Around 20,000 fans gathered at Bucharest’s Romexpo on the night of September 21 to watch one of the biggest bands in rock history perform. From sixth-graders brought along by their parents to ageing rockers in their 40s and 50s, all came to see a live rendition of some of the 1980s and 1990s’ best known tracks, some with high hopes and most perhaps just out of curiosity to see what Axl’s new band was capable of.
Having grown up with their music and been anticipating a reunion since the age of 11, when I already knew every song on the Use Your Illusion 1 and 2 and Appetite for Destruction albums by heart, it would be unfair to say that the concert did not live up to expectations. Those expectations, in fact, were not that high to begin with. It has been all over the press that Axl has become a bit too eccentric, that this new band bearing the Guns n’ Roses name has nothing in common with the November Rain supergroup, that the lead singer might show up very late – or not at all.
At around 22.15 the concert, organized by D&D East Entertainment, began, one hour and 45 minutes later than scheduled. In the run-up, it seemed more like a social event at which small groups of people gathered to eat, drink and chat. The more vociferous audience members had already started to voice their displeasure loudly after the barely noticed opening act, the Canadians Danko Jones, had ended their set. But to the rhythms of Welcome to the Jungle, the second song in the evening’s set-list, a more positive vibe began to assert itself. Throughout the concert, the audience rocked out more to the sounds of the band’s golden oldies than to more recent songs from Chinese Democracy.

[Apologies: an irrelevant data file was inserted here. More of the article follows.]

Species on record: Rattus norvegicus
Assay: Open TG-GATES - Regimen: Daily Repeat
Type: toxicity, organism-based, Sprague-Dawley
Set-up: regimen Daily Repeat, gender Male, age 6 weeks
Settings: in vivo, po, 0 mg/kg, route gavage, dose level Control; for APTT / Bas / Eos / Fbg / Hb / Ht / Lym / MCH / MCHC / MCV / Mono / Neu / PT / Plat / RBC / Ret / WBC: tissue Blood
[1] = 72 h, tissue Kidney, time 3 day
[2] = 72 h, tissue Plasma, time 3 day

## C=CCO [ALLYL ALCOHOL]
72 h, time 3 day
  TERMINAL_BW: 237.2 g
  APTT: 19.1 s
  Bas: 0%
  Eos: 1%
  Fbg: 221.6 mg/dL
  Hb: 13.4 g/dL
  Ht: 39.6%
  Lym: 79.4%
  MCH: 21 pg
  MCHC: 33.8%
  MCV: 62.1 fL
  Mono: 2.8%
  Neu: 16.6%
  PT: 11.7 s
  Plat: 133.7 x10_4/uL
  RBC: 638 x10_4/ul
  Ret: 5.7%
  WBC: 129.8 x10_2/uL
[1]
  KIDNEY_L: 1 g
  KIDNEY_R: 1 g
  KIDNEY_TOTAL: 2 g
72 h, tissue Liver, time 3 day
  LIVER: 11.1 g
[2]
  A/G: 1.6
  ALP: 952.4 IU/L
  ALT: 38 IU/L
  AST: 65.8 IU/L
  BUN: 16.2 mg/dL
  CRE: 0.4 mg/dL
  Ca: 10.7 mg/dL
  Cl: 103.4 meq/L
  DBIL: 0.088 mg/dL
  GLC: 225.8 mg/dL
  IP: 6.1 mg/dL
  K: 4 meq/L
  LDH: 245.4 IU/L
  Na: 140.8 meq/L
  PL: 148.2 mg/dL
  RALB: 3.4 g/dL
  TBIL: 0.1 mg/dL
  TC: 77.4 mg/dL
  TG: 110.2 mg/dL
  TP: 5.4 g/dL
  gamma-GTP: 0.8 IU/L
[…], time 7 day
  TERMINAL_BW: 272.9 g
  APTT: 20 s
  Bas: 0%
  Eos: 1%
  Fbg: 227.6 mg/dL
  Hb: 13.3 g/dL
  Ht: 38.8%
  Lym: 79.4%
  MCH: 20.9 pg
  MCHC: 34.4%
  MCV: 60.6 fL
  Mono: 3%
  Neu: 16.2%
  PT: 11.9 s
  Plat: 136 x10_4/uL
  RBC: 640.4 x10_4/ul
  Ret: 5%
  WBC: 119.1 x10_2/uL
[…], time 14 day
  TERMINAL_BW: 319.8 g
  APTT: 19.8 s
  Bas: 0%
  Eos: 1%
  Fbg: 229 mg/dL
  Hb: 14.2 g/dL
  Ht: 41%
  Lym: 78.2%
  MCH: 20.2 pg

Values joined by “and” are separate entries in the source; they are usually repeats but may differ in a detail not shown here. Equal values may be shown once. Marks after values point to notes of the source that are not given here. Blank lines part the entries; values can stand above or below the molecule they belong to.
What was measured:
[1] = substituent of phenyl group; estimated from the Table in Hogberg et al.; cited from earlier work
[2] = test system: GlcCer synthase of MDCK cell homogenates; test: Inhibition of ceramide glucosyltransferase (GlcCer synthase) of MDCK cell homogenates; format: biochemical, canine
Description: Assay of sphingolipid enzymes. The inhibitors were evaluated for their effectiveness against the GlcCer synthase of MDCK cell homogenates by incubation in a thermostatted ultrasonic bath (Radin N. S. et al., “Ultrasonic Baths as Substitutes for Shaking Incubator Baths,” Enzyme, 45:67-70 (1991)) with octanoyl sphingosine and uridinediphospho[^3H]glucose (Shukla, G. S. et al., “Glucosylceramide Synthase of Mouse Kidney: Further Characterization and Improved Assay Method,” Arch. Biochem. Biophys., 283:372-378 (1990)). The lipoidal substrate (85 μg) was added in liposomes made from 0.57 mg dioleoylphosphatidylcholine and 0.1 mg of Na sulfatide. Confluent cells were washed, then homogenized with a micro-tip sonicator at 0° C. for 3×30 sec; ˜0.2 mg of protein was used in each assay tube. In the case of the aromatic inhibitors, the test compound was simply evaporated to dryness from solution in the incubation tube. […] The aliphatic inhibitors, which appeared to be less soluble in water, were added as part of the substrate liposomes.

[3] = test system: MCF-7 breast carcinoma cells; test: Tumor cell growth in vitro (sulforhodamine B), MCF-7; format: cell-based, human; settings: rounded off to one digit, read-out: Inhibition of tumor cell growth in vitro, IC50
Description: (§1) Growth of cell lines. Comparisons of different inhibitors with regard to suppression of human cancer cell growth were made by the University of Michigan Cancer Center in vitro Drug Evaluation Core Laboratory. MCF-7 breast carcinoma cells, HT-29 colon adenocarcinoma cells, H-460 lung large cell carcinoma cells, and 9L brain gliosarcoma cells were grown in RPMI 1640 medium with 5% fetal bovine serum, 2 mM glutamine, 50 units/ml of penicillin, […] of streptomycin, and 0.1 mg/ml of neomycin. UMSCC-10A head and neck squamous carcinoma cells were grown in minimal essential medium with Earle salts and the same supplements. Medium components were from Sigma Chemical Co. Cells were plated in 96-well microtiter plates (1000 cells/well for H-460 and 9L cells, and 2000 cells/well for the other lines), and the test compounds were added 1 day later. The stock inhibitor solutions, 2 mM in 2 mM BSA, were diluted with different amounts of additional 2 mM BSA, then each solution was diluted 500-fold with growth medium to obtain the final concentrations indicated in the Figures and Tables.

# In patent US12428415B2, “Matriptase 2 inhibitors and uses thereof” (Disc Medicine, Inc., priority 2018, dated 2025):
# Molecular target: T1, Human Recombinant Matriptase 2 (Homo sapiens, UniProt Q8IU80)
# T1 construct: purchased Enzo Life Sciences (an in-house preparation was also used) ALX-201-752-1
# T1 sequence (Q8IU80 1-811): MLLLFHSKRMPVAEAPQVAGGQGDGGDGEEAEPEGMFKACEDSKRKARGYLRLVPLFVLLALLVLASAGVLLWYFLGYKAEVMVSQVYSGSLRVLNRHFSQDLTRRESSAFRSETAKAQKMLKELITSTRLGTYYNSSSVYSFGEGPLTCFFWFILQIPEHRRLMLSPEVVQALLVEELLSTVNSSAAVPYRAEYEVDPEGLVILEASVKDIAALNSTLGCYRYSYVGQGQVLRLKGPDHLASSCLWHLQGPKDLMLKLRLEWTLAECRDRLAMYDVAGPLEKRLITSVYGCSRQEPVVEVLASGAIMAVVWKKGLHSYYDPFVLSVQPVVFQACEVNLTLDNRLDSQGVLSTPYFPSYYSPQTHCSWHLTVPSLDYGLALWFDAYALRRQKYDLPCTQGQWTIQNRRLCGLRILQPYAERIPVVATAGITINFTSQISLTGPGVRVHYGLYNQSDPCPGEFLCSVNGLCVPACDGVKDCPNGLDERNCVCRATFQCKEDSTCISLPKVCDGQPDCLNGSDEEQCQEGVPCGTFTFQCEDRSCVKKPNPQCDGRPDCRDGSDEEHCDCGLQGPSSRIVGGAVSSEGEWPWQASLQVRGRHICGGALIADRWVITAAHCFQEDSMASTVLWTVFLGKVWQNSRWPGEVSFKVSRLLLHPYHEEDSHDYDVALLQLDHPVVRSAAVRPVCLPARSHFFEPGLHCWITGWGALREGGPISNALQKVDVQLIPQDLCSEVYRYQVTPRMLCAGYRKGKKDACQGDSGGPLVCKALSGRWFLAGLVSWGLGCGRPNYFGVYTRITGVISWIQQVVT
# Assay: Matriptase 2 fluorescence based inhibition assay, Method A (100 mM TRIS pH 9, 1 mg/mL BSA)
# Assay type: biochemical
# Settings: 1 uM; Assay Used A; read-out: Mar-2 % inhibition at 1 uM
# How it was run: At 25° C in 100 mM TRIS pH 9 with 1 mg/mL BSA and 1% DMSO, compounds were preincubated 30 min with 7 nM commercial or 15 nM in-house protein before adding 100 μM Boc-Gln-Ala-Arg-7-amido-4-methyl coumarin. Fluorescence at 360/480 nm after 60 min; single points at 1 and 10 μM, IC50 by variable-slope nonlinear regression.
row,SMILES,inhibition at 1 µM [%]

All in all, the concert in Bucharest was the type of performance a fan would have regretted missing. Sure, Axl is older and heftier and his voice could have been better (but it was no worse than when the rocker was at the peak of his popularity – Axl’s high notes would be challenging for many live performers). His band shamelessly went through the hits made famous by Slash, Duff McKagan, Izzy Stradlin and Steven Adler, giving exemplary renditions of the likes of Don’t Cry, November Rain, Nightrain, Live and Let Die, Knockin’ on Heaven’s Door, Paradise City, Rocket Queen and even the more recent effort Better. Exemplary, but without too much of the original soul and revolutionary spirit for which the 1980s band was known.
Moreover the concert suffered from a poor sound system, which saw spectators easily able to carry on a conversation during the show without too much effort. The cold weather was yet another downer, and seemed to persuade some fans to leave the open-air venue prior to the end of the show. The organization also attracted complaints from some ticketholders, due to the unfortunate positioning of the scaffold tower from which the concert was filmed, the large queues that formed at the insufficient lavatories, as well as the chaotic entrance procedures.
At the end of the over two-hour extravaganza, after a dignified performance that saw a friendly Axl Rose in good form, one might wonder: what happened to the man who could raise entire stadiums through his riotous shouting and anti-establishment behavior? Still a powerful presence on stage, the angry young man who energized audiences seems to have been replaced by a much more peaceful middle-aged, resigned-looking cowboy type. It’s in his hands, however, whether or not this band will continue the legacy of its legendary name, as it appears to have plenty more to say and to offer. But Axl, don’t wait ten years to make another statement, it might be too late!
Photo credits: Petru Groza, courtesy of D&D East Entertainment.